XC Cross Country
Sometimes referred to as "trail", these bikes are typically fairly lightweight and feature neutral geometry that allows for a very versatile end use. They're good climbers due to their weight, and good at general downhill due to 4-5 inches of travel. A very good "do it all" bike. Available in hardtail or full suspension.
These bikes are designed for cross country mountain bike racing and feature super light weights, shorter wheelbases and steeper steering angles for quicker turning. 2-3 inches of travel have a stiffer ride but make the bike more efficient for pedaling during a race situation. The fit is usually low hands and long reach for efficient climbing, and an overall end use oriented more towards speed than versatility. Often times people say these bikes are more "twitchy" and rougher to ride than XC-non race bikes. Hardtails are still a favorite among racers, but the full suspension bikes are way more efficient pedalers than in the past and beat you up a lot less.
A bike with 29 inch wheels rather than the standard 26 wheels is said to roll easier, has a higher clearance for clearing obstacles and is quickly becoming a favorite among racers and fun riders. Picture you and I have wheelbarrows... mine has a real big wheel and yours has a small wheel. Which one rolls over bumps and obstacles easier? Get it now? Try one and see what it feels like!
This type of bike is a medium weight, neutral geometry, bigger travel (5-6 inches) that is better at downhills, big obstacles or jumps. A little tougher to pedal up the hills but more confident down them. As technology lightens up bigger travel bikes and makes them more efficient to pedal, this category is expected to grow.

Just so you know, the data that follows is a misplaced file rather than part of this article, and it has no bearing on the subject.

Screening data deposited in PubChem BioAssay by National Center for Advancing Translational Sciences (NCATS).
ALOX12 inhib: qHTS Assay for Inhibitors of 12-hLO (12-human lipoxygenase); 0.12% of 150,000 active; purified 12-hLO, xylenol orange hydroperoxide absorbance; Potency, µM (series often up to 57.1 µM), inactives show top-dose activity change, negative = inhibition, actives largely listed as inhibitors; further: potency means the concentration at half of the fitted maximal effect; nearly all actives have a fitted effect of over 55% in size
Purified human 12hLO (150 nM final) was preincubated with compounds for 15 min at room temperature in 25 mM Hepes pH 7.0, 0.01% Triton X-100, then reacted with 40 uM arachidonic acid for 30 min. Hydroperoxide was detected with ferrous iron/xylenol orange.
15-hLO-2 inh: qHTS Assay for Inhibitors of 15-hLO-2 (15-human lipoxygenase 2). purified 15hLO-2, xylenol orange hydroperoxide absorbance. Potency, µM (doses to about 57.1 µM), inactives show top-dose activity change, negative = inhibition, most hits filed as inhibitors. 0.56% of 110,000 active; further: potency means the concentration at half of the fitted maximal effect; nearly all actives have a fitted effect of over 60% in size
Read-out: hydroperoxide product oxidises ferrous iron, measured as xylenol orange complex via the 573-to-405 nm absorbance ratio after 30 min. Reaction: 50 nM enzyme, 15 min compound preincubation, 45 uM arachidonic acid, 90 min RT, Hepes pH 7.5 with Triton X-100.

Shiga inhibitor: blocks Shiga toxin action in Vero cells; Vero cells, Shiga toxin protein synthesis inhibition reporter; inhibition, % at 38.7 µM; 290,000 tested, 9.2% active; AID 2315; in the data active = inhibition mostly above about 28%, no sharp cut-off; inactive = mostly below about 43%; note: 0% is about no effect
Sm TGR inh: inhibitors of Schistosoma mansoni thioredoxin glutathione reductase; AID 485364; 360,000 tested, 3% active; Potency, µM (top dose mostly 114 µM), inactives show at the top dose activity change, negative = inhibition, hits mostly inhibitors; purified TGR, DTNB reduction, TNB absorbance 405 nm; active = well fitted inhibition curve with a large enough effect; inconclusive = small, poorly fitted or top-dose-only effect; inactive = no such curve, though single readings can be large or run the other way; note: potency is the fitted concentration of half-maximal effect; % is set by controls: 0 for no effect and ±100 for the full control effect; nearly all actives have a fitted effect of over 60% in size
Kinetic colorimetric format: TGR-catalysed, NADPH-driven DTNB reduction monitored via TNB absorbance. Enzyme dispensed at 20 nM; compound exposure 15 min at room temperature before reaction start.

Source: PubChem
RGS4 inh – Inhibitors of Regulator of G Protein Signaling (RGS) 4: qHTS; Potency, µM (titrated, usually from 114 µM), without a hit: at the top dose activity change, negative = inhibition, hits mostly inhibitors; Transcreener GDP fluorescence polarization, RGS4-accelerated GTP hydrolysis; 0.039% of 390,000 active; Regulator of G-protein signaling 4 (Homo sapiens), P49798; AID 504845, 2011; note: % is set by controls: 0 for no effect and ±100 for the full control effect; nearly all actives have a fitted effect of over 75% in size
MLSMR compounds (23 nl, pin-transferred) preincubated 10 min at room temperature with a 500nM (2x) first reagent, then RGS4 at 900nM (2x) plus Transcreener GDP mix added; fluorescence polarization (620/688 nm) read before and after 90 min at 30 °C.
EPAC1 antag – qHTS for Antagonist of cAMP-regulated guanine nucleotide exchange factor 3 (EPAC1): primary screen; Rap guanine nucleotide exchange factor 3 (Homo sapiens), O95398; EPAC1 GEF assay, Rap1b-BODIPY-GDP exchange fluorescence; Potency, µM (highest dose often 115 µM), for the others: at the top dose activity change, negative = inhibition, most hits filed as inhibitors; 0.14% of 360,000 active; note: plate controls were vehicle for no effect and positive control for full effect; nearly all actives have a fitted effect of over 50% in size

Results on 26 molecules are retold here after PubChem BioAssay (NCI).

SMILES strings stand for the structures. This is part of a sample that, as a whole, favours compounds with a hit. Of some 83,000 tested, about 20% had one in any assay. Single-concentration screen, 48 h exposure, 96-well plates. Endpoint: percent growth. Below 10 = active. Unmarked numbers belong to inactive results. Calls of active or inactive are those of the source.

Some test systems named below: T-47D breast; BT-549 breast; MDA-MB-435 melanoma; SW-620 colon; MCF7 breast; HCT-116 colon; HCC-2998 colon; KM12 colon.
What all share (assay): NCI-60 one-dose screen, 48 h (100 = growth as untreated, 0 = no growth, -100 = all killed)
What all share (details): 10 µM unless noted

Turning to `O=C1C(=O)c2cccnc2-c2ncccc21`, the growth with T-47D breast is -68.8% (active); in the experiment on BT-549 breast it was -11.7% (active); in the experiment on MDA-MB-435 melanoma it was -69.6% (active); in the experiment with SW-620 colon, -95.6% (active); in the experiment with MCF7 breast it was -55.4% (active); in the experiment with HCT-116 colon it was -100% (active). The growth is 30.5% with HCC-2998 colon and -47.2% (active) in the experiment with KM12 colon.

A bike with no rear shock or rear suspension. Harsher to ride but more efficient to pedal. The bike bobs less and every pedal stroke puts power to the rear wheel rather than being absorbed slightly by the suspension. A high end hardtail will almost always be lighter and cost less than an equally equipped full suspension due to less rear componentry.
Front and rear suspension! A much more forgiving bike to be ride for any distance. Today's "pro-pedal" features are making full suspension bikes more and more efficient to pedal (i.e., less "bob"). Since the rear wheel moves instead of the whole bike when riding over bumps or obstacles, the bike dances around less and is said to be more controllable. Rear suspension will add some dollars to the price and some weight, but most people feel they are rewarded greatly by having it.